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Google to FCC: Project Loon Balloons Won't Fry Anyone With Radiation

Google has written to the FCC to assure regulators that the company's "Project Loon" Internet-beaming balloons pose no threat to anyone.
Google / YouTube

Google has written to the Federal Communications Commission to assure regulators that the company's "Project Loon" Internet-beaming balloons pose no threat to anyone — when it comes to radiation, anyway. (A balloon has come down unexpectedly during testing at least once.)

As designed, the balloons would float over areas poorly served by Internet providers, at a height of about 60,000 feet, sending and receiving signals from ground-based antennas. Google is planning tests of the transmission system, and is looking to get out in front of potential objections.

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"Some commenting parties worry that the radio-frequency (RF) energy from Google's proposed testing could harm humans, animals, or plants in the vicinity of the test operations," read the letter (PDF) to the FCC.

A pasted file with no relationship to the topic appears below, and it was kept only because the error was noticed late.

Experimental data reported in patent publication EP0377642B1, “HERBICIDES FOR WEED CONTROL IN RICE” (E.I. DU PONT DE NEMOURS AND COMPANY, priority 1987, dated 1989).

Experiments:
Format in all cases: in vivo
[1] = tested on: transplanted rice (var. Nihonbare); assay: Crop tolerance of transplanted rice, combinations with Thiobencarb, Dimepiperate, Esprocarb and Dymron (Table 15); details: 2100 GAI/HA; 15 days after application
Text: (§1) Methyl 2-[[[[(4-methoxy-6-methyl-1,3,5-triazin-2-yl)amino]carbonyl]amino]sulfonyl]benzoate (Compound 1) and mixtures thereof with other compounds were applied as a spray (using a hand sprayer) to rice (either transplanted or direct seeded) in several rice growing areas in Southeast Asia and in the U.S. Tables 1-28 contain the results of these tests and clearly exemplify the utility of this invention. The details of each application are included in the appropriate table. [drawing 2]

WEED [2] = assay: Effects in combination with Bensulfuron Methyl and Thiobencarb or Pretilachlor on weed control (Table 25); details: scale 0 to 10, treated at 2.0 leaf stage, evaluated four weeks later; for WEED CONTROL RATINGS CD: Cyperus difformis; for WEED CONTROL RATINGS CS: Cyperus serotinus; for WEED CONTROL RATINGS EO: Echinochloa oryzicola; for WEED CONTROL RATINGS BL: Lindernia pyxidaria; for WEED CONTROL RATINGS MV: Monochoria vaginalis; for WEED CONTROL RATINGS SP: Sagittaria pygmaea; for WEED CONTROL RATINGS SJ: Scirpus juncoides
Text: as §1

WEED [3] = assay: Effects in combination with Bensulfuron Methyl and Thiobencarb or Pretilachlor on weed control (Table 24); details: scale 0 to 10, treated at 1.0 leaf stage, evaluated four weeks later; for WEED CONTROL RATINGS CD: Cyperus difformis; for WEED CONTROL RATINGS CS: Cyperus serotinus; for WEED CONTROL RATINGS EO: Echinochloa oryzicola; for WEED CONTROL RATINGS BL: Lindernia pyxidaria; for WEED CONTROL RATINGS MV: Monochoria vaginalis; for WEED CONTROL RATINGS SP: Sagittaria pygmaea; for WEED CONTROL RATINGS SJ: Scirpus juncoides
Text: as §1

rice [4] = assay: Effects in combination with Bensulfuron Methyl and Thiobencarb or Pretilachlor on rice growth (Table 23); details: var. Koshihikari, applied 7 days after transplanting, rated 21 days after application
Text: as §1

"Although we respect that the commenters' concerns are genuinely held, there is no factual basis for them."

Google points out that its microwave antennas will by pointed skyward, rather than toward land-based receivers, and that the powerful signals used by the balloon's equipment are hardly a danger from 60,000 feet away.

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"Even if an airborne transmitter were aimed precisely at a person on the ground directly below it, the signal strength received on the ground would be millions of times weaker than FCC limits," the letter explained.

Project Loon is an ongoing experiment of Google's, and while there are no concrete plans yet to deploy it anywhere, the company hopes to try it out in Indonesia over the next few years.